COVID-19 Update: During this time of social distancing, we are offering weekly ideas of ways to spend quality time in nature, as well as indoors.
These activities will hopefully strengthen the family bond while remedying the cabin fever we’re all feeling.
Welcome to the Family Life page! We strive to offer multiple events and activities for our church family throughout the year, including the annual hayride, swim and gym, game nights, and more. We also present seminars and talks on topics such as child guidance and grandparenting.
Camping & Blanket Forts
Spend some quality time outside this week. In your yard, set up a tent, create a tepee out of long branches and blankets, or make a lean-to with branches and a tarp/blanket/sheet. Set out a blanket and have a picnic with your favorite foods. Or build a campfire and roast s'mores, hot dogs, or veggies in foil packets. Tell a story with your family by having each person add a sentence to a prompter phrase, such as, "Once upon a time, there was a…." If the weather isn’t cooperating, build a blanket fort inside, have an indoor picnic, read a book out loud, or do the shared story. Your story could even be about meeting Jesus back in Bible times or in Heaven, or what you would do on the New Earth!
Here are a few things you can do when it's raining outside:
- Create Rain Art: Color on heavy cardstock with washable markers, then set out your pictures in the rain and watch the colors swirl and blend. If it doesn't happen to be raining, you can also use a spray bottle or small watering can make the same effect.
- Make Rain Music: Set out bowls/pots/pans/buckets/bottles, tin foil, even a toy xylophone and listen to the music created by the raindrops.
- Play "Pooh Sticks": During or after the rain, stand on the upstream side of a bridge and drop sticks into the stream below. Move to the other side of the bridge to see which stick appears first.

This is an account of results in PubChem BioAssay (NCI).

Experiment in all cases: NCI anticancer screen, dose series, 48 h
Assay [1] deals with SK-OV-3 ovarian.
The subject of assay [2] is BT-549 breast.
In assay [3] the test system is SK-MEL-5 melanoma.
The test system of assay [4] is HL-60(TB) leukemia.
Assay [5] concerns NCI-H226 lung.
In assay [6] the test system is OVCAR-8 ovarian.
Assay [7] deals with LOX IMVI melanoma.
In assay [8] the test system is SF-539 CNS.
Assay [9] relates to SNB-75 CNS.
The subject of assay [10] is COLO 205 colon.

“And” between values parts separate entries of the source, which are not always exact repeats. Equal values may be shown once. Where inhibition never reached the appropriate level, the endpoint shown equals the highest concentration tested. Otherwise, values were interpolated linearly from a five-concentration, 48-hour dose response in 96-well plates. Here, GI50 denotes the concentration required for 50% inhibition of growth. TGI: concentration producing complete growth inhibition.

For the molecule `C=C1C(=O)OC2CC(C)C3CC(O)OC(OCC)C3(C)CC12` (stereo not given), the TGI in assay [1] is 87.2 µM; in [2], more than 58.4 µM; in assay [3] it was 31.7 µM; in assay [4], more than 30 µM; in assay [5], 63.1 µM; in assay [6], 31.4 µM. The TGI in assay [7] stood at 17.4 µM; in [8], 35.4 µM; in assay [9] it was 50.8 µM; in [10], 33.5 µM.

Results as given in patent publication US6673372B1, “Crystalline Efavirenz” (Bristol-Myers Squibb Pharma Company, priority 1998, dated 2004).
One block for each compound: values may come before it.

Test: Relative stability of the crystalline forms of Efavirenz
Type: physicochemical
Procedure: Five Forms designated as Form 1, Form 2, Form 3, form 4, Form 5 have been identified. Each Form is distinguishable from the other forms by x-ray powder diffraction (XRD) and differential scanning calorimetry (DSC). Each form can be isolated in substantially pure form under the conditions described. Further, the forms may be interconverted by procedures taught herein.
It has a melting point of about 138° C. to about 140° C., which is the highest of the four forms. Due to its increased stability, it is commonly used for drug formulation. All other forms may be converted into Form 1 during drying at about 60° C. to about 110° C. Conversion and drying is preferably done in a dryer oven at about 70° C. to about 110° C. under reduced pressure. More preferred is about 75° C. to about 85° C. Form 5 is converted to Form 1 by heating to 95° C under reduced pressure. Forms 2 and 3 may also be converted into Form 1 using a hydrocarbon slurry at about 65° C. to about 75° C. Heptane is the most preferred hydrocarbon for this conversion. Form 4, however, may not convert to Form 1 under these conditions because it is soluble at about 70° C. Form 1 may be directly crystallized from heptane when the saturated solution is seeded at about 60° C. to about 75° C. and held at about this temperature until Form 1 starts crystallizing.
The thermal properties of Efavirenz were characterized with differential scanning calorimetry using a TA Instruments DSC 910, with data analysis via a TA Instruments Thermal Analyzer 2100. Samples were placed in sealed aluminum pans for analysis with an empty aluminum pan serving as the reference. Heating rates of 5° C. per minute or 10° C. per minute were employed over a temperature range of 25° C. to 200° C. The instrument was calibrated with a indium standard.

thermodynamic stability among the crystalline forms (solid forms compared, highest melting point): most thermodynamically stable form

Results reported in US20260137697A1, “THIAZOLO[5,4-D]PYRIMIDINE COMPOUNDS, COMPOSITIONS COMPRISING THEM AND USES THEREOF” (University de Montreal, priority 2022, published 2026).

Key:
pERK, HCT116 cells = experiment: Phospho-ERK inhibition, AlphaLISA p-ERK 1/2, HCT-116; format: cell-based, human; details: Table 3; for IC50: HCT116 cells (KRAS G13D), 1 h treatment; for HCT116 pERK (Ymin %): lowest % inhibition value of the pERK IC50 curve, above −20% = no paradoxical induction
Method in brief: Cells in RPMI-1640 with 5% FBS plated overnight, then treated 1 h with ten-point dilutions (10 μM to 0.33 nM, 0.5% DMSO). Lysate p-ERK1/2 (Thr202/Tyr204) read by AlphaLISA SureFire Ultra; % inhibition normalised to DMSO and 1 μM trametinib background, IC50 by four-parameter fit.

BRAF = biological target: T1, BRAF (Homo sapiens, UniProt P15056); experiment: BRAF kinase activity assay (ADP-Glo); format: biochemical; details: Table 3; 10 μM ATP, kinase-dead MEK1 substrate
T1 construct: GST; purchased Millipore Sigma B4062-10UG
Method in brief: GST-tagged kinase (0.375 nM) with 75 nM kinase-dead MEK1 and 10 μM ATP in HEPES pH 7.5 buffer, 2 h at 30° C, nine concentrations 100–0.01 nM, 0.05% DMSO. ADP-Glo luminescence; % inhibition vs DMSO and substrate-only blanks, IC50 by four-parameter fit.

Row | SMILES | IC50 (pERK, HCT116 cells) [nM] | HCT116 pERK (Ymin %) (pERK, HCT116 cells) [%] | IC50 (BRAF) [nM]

- Remember to look for the rainbow after the rain!
Birds & Prayer Box
Spring is a great time to notice the beautiful birds in our area. Spend some time outside both watching for and listening to the birds. Try to identify as many birds as possible both by sight and by sound. There are a number of apps you can use to help with identification. If you're feeling especially creative, sketch some of the birds you see while you ponder why God would create so many different varieties of birds.
While you're inside, why not create a beautiful prayer box? It seems there are more and more people and things to pray for nowadays – it's hard to remember them all. Find a container you'd like to use and paint it, decorate it, make it somehow special. Cut paper into smaller sheets for each prayer request (even the papers can be decorated). Each day, pray over the items in the box.
Now that leaves are starting to emerge, take some time to look at all the different varieties. See how many different ones you can find. Compare and contrast them. Are they smooth? Are they wrinkly? Are they fuzzy? Are they sparkly? If possible, take pictures of all the leaves and look at them on a computer to see them more closely. Or take a magnifying glass out with you.
Since it seems we are going to be spending more time locked down than we originally thought, why not create a time capsule to document what you're doing during this time. You could write a book about your experiences. You could keep a photo journal of all you are doing. Each family member could put a handful of items that are meaningful to them and this time in a container and open it a few years from now. And don’t forget to look for the God moments in all of this, too!
When you get outside this week, take some time to do a fun game – either by yourself or with your family. Choose a letter of the alphabet and find as many things that start with that letter as you can. Keep choosing different letters to keep the fun going! You can easily play this game inside as well.
While you're out and about you can also collect eight medium-sized, smooth stones. These stones can be painted to become story stones about the events leading up to Jesus' death and resurrection. Have children help you choose stones and paint each one a different color. Adults or older children can draw with a paint pen or sharpie the symbols of the various events of the week: palm leaf, bread and cup, praying hands, sword, a crown of thorns, three crosses, tomb, and sunburst. Then on Sunday, share the story using the stones.